M# Tutorials

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Entity, Page, Module

This lesson gives a bird’s eye view of the core components of M#. The web application structure in M# heavily depends on components described below, which are discussed in further detail within individual chapters. A developer must understand these components in order to effectively develop and maintain quality web applications in M#.


An entity represents a real world object, distinguishable from other entities, which exists in a business domain. In M# the same exact definition is undertaken. In M# the first thing a developer needs to do is to build a concrete business domain model, which consists of entities often referred to as business objects.

M# intelligently converts an Entity Domain Model, with all the associations and relationships, into database tables while maintaining entity relationships. This eliminates the need of developing Database and Business entities separately, significantly reducing the development time.

M# fully supports Object Oriented development and encourages developers to use all such features exposed at entity and property level.

Adding New Entity

A new entity can be added by using the “+” sign / button available on each namespace as shown below


The Name of the Entity

Note: Always use singular naming convention when creating entities. M# intelligently uses plural naming convention where and when required.

For example: creating the entity shown in above image, M# creates a visual studio class with the name of “Member”, also creating a database table using the plural “Members”.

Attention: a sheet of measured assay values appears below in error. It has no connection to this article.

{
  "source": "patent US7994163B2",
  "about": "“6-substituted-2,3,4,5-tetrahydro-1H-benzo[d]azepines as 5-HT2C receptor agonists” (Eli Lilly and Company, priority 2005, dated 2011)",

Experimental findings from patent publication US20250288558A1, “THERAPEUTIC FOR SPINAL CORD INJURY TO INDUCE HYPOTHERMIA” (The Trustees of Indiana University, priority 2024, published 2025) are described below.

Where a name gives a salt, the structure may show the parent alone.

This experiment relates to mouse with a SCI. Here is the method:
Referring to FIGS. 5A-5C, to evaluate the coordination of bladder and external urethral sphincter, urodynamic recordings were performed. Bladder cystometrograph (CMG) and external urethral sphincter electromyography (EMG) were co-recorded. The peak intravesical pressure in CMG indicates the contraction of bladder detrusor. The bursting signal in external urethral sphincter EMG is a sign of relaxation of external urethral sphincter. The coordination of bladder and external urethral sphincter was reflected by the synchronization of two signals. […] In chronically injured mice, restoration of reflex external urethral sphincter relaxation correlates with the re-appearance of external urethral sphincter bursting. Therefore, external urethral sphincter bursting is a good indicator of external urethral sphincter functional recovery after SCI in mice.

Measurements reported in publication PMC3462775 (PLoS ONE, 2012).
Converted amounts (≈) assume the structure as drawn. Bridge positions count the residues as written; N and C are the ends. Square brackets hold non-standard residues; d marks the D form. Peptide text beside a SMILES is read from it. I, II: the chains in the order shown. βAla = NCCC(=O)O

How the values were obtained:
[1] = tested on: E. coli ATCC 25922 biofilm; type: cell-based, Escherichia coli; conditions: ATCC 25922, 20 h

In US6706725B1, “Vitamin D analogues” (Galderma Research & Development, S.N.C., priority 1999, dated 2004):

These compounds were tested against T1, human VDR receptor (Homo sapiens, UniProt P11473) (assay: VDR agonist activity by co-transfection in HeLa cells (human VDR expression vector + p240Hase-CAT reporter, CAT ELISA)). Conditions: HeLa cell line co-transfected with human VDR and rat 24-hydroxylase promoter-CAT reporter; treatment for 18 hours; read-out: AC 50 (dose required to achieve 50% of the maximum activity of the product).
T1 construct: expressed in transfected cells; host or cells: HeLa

Note:When adding entity names use normal English language style (i.e. with spaces and normal character case). M# automatically creates the class and database table according to standard naming conventions.

For example: creating an entity name as “Hello world entity” will be converted to “HelloWorldEntity” entity name and “HelloWorldEntities” database table name. Same applies to Properties.

Base Type

This property is used when a developer wants to inherit an existing entity type. M# creates a Member entity, which inherits from the “User” entity and also creates “dbo.Members” database table with one to one association on “dbo.Users” database table. This property is also available while editing the entity structure.


The logical separation within the model and can be changed. This doesn’t have any impact on the business logic namespace in the visual studio project or the database. It is just a logical separation within M# to categorise entities in related groups.

Database Mode

This is a very important property, because it defines the nature of the entity being created. This property has four options, as outlined below.


M# uses this option by default. Under this option, M# creates a database table for the entity and assumes that this entity will hold real data.


This option is used mostly to develop “Interfaces” for the Domain Model. M# doesn’t create any database table for the entity.


Select this option when an entity represents an external database table.


When you have an existing database, but want M# to generate an ADO.NET data accessor for it.

Managing Entity

Select entity from the Model section

A context menu will be displayed

Use the context menu to alter the Entity level settings

Deleting an Entity

M# provides the delete option under “References” tab of the top menu as shown below.

Note: You must delete all the properties of the entity before deleting the actual entity.